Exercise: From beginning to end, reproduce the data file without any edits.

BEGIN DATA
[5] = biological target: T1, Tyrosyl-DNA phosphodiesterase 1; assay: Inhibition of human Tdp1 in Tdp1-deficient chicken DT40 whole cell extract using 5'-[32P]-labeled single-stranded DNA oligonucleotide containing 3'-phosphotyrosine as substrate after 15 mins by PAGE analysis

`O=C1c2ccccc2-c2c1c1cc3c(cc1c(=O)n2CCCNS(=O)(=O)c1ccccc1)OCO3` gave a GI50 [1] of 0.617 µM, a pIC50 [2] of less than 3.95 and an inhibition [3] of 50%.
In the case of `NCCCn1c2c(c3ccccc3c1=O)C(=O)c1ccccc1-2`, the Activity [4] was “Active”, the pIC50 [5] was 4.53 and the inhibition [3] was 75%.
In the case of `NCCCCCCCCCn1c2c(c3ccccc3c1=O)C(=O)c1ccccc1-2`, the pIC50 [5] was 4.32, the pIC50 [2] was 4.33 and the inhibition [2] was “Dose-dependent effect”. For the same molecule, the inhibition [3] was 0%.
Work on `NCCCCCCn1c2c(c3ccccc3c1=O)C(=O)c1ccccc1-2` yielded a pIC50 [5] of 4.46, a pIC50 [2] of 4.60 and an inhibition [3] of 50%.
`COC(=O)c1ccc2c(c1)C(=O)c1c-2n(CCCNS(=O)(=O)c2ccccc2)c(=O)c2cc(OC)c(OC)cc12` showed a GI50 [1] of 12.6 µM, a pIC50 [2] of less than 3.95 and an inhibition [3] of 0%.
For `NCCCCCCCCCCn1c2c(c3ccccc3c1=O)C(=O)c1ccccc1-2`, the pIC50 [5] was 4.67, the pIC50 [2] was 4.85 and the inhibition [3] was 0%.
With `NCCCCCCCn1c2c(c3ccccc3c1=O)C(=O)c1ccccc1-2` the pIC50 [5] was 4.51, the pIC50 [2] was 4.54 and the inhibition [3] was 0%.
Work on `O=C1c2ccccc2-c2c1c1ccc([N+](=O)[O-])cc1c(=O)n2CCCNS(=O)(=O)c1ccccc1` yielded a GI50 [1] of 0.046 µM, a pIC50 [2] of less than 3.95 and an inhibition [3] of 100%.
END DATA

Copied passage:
[5] = biological target: T1, Tyrosyl-DNA phosphodiesterase 1; assay: Inhibition of human Tdp1 in Tdp1-deficient chicken DT40 whole cell extract using 5'-[32P]-labeled single-stranded DNA oligonucleotide containing 3'-phosphotyrosine as substrate after 15 mins by PAGE analysis

`O=C1c2ccccc2-c2c1c1cc3c(cc1c(=O)n2CCCNS(=O)(=O)c1ccccc1)OCO3` gave a GI50 [1] of 0.617 µM, a pIC50 [2] of less than 3.95 and an inhibition [3] of 50%.
In the case of `NCCCn1c2c(c3ccccc3c1=O)C(=O)c1ccccc1-2`, the Activity [4] was “Active”, the pIC50 [5] was 4.53 and the inhibition [3] was 75%.
In the case of `NCCCCCCCCCn1c2c(c3ccccc3c1=O)C(=O)c1ccccc1-2`, the pIC50 [5] was 4.32, the pIC50 [2] was 4.33 and the inhibition [2] was “Dose-dependent effect”. For the same molecule, the inhibition [3] was 0%.
Work on `NCCCCCCn1c2c(c3ccccc3c1=O)C(=O)c1ccccc1-2` yielded a pIC50 [5] of 4.46, a pIC50 [2] of 4.60 and an inhibition [3] of 50%.
`COC(=O)c1ccc2c(c1)C(=O)c1c-2n(CCCNS(=O)(=O)c2ccccc2)c(=O)c2cc(OC)c(OC)cc12` showed a GI50 [1] of 12.6 µM, a pIC50 [2] of less than 3.95 and an inhibition [3] of 0%.
For `NCCCCCCCCCCn1c2c(c3ccccc3c1=O)C(=O)c1ccccc1-2`, the pIC50 [5] was 4.67, the pIC50 [2] was 4.85 and the inhibition [3] was 0%.
With `NCCCCCCCn1c2c(c3ccccc3c1=O)C(=O)c1ccccc1-2` the pIC50 [5] was 4.51, the pIC50 [2] was 4.54 and the inhibition [3] was 0%.
Work on `O=C1c2ccccc2-c2c1c1ccc([N+](=O)[O-])cc1c(=O)n2CCCNS(=O)(=O)c1ccccc1` yielded a GI50 [1] of 0.046 µM, a pIC50 [2] of less than 3.95 and an inhibition [3] of 100%.